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"A Turtle-shaped Temple"

Originally constructed in the 1600s, Fukusai-ji has braved the march of time. The current reincarnation of the temple dates back to 1976, built not long after the destruction of the older Fukusai-ji by the atomic bomb that leveled much of Nagasaki in 1945. The striking facade is reminiscent of a giant turtle atop which a towering statue of Kannon, the Bodhisattva of Compassion, stands. The turtle's head protrudes out over the entrance of the temple while Kannon watches over the scene with a benevolent gaze. Both the turtle head and Kannon's 18.3-meter-tall (60-foot-tall) likeness are fashioned from aluminum, skillfully blending elements of ancient mythology, Buddhist tradition and contemporary style into one neat package. Inside, a Focualt's Pendulum drops down from the very top of the statue's interior and is one of the largest of its kind. Steeped in the traditions of Zen Buddhism, the temple also acts as a memorial and burial ground for some 16,000 souls who perished through the course of World War II. A moving memorial with a distinctive facade, Fukusai-ji is an embodiment of the city's unwavering spirit even in the face of peril.
2-56 Chikugo-machi, Nagasaki, Japan, 850-0052
"A Turtle-shaped Temple"
Originally constructed in the 1600s, Fukusai-ji has braved the march of time. The current reincarnation of the temple dates back to 1976, built not long after the destruction of the older Fukusai-ji by the atomic bomb that leveled much of Nagasaki in 1945. The striking facade is reminiscent of a giant turtle atop which a towering statue of Kannon, the Bodhisattva of Compassion, stands. The turtle's head protrudes out over the entrance of the temple while Kannon watches over the scene with a benevolent gaze. Both the turtle head and Kannon's 18.3-meter-tall (60-foot-tall) likeness are fashioned from aluminum, skillfully blending elements of ancient mythology, Buddhist tradition and contemporary style into one neat package. Inside, a Focualt's Pendulum drops down from the very top of the statue's interior and is one of the largest of its kind. Steeped in the traditions of Zen Buddhism, the temple also acts as a memorial and burial ground for some 16,000 souls who perished through the course of World War II. A moving memorial with a distinctive facade, Fukusai-ji is an embodiment of the city's unwavering spirit even in the face of peril.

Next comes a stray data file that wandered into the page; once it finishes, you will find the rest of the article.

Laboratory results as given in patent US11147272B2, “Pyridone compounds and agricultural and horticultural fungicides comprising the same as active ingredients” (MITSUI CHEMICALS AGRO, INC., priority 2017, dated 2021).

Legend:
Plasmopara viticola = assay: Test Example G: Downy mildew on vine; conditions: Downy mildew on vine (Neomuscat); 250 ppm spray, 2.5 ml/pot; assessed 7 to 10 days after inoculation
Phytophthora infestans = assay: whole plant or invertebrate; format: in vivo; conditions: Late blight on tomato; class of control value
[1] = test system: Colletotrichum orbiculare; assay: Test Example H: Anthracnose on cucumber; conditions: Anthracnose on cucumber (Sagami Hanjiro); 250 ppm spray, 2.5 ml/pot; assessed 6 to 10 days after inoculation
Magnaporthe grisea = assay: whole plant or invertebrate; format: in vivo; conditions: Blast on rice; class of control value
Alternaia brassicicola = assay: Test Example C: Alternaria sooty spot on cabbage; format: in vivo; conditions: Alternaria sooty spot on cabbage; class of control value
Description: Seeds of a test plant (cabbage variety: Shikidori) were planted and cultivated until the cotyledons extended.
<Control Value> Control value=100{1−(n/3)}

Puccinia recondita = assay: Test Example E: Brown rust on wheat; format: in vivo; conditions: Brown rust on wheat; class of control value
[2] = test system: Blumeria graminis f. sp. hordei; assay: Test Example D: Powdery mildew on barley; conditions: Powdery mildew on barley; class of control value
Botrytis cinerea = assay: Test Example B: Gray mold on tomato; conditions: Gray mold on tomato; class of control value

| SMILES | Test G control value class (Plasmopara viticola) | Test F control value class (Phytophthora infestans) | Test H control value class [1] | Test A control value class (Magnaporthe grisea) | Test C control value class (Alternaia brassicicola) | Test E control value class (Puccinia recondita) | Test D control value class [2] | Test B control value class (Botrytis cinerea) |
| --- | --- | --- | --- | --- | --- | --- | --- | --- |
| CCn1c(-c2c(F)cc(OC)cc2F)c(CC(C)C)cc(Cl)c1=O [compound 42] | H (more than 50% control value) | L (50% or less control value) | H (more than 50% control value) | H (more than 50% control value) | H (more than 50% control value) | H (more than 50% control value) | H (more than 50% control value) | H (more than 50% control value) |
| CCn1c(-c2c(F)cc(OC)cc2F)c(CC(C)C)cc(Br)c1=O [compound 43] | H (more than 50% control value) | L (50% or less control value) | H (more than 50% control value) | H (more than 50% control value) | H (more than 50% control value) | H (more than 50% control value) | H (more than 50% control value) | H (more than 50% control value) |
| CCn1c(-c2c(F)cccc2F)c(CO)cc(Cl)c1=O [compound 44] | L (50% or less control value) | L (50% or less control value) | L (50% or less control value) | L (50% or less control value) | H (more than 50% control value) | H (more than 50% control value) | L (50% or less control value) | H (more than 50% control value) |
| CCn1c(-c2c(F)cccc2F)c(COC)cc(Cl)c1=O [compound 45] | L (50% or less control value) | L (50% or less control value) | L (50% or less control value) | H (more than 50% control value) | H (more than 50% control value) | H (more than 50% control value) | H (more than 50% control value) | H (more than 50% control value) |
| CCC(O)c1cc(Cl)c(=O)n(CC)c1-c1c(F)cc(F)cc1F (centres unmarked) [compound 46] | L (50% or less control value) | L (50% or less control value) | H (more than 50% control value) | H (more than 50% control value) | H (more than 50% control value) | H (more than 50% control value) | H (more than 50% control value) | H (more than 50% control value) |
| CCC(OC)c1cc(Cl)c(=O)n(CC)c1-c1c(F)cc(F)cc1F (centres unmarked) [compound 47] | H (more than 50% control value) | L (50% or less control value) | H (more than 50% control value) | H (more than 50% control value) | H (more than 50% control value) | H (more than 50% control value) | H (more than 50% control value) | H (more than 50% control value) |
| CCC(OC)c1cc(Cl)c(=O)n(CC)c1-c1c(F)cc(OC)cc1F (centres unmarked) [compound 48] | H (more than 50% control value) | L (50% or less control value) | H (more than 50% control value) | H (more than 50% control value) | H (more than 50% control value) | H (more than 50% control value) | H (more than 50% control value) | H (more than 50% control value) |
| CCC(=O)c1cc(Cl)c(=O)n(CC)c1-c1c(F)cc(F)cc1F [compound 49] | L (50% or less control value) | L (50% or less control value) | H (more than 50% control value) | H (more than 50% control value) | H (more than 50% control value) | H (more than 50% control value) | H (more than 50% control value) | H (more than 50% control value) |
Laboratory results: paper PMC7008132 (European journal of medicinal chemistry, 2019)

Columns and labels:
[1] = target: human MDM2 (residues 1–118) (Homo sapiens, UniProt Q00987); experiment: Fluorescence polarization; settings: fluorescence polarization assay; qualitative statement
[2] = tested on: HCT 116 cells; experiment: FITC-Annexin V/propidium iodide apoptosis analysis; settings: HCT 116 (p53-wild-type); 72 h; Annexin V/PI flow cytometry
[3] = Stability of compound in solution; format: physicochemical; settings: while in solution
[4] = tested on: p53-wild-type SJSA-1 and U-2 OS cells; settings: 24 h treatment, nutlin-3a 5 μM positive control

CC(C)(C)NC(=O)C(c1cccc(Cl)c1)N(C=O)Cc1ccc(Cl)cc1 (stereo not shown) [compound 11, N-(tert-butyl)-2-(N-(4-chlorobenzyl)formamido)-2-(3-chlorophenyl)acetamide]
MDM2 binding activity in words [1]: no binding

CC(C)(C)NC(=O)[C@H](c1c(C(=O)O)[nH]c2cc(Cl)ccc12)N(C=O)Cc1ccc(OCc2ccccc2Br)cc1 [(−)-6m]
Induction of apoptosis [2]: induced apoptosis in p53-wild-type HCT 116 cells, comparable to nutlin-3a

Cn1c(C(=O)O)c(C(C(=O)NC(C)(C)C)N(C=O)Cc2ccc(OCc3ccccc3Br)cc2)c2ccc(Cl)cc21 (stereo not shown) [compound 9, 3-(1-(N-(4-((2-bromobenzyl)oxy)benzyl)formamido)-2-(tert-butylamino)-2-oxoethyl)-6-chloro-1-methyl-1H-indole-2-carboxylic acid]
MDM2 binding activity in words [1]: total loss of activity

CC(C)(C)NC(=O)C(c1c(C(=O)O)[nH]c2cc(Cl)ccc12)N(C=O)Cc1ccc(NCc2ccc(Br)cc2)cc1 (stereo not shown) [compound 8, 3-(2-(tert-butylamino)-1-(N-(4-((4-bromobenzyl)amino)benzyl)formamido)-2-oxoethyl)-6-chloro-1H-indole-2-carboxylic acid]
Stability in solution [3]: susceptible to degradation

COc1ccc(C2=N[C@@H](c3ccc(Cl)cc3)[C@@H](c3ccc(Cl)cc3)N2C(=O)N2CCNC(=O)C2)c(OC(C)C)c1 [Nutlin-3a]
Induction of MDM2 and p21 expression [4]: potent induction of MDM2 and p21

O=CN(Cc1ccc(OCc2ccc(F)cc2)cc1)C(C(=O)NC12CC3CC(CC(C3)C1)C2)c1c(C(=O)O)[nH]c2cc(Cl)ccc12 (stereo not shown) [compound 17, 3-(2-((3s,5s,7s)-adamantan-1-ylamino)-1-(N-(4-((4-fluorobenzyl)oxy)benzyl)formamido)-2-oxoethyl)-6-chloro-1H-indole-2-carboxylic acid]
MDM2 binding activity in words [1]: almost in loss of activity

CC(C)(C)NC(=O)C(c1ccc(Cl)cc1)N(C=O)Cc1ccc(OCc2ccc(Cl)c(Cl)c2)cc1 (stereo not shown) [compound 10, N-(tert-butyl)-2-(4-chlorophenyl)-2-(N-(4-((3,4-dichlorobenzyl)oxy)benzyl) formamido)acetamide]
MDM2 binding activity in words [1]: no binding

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near_similar 5|138,9|214|1244 0 Sébastien Bertrand^:^Sébastien Bertrand http://www.flickr.com/photos/tiseb/13541427/^:^http://www.flickr.com/photos/tiseb/13541424/ http://creativecommons.org/licenses/by/2.0/deed.en^:^http://creativecommons.org/licenses/by/2.0/deed.en Japan